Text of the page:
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Transcriptome and small RNA gene expression changes in synthetic | 3779
Transcriptomics: Open Access

Transcriptomics: Open Access
Open Access

ISSN: 2329-8936

Transcriptome and small RNA gene expression changes in synthetic allohexaploids of Brassica


International Conference on Transcriptomics

July 27-29, 2015 Orlando, USA

Jianbo Wang, Zhao Qin and Yanyue Shen

Scientific Tracks Abstracts: Transcriptomics

Abstract :

Polyploidy played important roles in promoting plant genome evolution through genomic merging and doubling. We compared transcriptome and small RNA expression differences between a synthetic Brassica allohexaploid and its parents using RNAseq approach. Total of 29260, 29060 and 29697 genes were expressed in B. rapa, B.carinata and the allohexaploid respectively. The majority of the 3184 DEGs between the allohexaploid and B. rapa were involved in photosynthesis, biosynthesis of secondary metabolites and circadian rhythm. For the 2233 DEGs between the hexaploid and B. carinata, many played roles in photosynthesis, plant hormone signal transduction, biosynthesis of secondary metabolites and limonene and pinene degradation. There were more differences between the allohexaploid and its paternal parent than that between it and its maternalparent in gene expression. Many methyltransferase genes and transcription factor genes showed differential expression between the hexaploid and its parents. On the other hand, we detected 613, 784 and 742 miRNAs expressed in B. rapa, B. carinata and the allohexaploid respectively and 618 miRNA genes were differentially expressed between Brassica hexaploid and its parents while 425 miRNA genes showed nonadditive expression in the allohexaploid. Moreover, many non-additively expressed miRNAs were repressed in the allohexaploid and there was a bias towards repression of B. rapami RNA genes which is consistent with progenitor biased gene repression in these allopolyploids. Our study represented the comprehensive analysis of functional gene and small RNA gene expressions in allopolyploid which would lead to better understanding of plasticity of allopolyploid genomes.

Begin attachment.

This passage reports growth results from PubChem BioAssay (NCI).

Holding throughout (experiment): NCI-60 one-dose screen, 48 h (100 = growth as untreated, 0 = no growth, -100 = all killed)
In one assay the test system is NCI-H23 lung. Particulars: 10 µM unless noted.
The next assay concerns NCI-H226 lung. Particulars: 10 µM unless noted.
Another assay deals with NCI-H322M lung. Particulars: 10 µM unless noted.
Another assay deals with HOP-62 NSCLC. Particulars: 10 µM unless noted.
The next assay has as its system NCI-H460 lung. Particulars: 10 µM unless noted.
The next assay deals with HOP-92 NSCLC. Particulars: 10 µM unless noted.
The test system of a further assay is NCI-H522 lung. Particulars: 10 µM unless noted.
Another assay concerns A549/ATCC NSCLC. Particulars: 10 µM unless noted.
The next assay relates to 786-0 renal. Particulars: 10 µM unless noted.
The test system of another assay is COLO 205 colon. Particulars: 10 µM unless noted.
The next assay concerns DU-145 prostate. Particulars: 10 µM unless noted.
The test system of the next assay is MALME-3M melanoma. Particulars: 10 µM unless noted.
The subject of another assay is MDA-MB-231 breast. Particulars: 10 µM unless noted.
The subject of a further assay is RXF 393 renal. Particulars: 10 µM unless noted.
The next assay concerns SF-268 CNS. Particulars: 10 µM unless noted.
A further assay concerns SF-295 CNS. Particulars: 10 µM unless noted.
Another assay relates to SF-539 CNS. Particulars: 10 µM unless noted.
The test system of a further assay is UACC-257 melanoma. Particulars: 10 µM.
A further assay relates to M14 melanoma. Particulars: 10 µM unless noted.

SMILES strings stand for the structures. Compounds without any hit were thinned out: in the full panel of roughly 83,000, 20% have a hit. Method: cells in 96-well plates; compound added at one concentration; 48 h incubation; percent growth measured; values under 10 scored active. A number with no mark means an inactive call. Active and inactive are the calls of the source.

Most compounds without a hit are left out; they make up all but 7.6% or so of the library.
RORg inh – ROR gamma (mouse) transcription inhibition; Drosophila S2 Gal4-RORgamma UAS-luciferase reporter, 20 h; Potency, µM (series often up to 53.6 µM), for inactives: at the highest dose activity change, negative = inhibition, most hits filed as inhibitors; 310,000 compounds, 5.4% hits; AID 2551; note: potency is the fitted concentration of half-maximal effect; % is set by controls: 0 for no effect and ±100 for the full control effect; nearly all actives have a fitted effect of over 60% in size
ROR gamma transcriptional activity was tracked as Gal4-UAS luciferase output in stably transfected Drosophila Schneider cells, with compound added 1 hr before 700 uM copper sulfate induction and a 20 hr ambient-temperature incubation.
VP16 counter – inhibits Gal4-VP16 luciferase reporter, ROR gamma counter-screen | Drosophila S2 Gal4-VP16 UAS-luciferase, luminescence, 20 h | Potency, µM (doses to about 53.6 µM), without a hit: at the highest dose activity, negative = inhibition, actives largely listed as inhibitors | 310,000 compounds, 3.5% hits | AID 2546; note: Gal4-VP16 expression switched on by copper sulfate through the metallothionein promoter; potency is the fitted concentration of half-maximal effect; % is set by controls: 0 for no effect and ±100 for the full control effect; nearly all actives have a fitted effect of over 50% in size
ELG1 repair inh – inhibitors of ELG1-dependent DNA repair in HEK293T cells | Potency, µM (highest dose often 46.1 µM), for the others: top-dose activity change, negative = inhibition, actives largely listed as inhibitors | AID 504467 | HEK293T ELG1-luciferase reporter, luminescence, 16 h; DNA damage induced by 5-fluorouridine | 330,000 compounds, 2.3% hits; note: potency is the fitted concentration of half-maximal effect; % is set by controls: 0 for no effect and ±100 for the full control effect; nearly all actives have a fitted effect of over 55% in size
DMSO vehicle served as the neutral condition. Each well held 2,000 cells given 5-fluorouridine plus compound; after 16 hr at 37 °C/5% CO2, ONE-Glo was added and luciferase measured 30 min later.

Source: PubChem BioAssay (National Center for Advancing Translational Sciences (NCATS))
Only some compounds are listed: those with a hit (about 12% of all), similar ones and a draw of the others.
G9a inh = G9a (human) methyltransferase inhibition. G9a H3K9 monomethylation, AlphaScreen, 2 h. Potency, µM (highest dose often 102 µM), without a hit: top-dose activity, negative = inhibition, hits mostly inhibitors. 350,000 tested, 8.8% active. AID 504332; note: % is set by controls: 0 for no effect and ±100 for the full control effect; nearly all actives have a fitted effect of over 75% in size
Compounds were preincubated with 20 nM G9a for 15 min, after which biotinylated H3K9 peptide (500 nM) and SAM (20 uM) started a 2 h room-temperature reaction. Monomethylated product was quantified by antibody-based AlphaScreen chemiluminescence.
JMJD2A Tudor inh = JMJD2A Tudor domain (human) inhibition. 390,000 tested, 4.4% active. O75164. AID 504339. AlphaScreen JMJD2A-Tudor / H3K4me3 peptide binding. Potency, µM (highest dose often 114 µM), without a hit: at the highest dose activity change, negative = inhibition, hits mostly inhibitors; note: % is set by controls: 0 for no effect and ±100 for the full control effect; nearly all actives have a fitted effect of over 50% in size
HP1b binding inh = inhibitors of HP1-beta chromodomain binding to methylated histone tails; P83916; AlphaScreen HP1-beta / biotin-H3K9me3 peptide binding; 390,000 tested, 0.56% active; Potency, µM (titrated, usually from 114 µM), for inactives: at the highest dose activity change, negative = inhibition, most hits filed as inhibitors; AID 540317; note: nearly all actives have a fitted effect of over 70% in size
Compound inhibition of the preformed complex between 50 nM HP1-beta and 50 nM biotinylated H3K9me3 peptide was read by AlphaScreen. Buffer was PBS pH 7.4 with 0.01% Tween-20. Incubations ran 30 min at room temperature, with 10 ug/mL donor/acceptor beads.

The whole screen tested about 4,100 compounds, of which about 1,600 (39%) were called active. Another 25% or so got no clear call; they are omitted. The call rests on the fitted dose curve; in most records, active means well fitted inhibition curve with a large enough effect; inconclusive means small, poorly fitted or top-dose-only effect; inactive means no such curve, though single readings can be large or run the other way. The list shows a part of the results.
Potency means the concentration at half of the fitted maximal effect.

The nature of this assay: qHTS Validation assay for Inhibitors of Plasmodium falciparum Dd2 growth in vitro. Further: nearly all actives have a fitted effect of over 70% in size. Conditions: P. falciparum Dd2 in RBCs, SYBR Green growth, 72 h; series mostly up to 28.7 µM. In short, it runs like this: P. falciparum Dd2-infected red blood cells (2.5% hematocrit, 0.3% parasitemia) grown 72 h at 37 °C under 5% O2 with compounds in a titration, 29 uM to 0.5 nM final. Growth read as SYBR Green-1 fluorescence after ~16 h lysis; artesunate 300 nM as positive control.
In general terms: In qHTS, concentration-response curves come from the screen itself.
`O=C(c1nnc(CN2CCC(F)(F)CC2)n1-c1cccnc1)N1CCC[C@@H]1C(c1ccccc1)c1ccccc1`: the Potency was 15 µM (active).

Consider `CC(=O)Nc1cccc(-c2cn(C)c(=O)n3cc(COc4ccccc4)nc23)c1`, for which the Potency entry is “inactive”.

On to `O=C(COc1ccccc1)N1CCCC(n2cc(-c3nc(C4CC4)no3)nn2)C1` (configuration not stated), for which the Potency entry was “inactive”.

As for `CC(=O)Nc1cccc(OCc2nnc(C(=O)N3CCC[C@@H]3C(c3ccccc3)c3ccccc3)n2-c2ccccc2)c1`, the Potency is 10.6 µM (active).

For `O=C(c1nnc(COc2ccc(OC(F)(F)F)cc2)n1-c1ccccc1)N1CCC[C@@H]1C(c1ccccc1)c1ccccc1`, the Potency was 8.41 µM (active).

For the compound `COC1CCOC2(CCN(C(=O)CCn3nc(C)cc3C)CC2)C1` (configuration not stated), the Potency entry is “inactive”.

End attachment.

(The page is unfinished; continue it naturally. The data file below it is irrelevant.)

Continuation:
Biography :

Jianbo Wang has completed his PhD from Wuhan University. He is interested in the research on plant molecular evolution and has published more than 30 papers in reputed journals.

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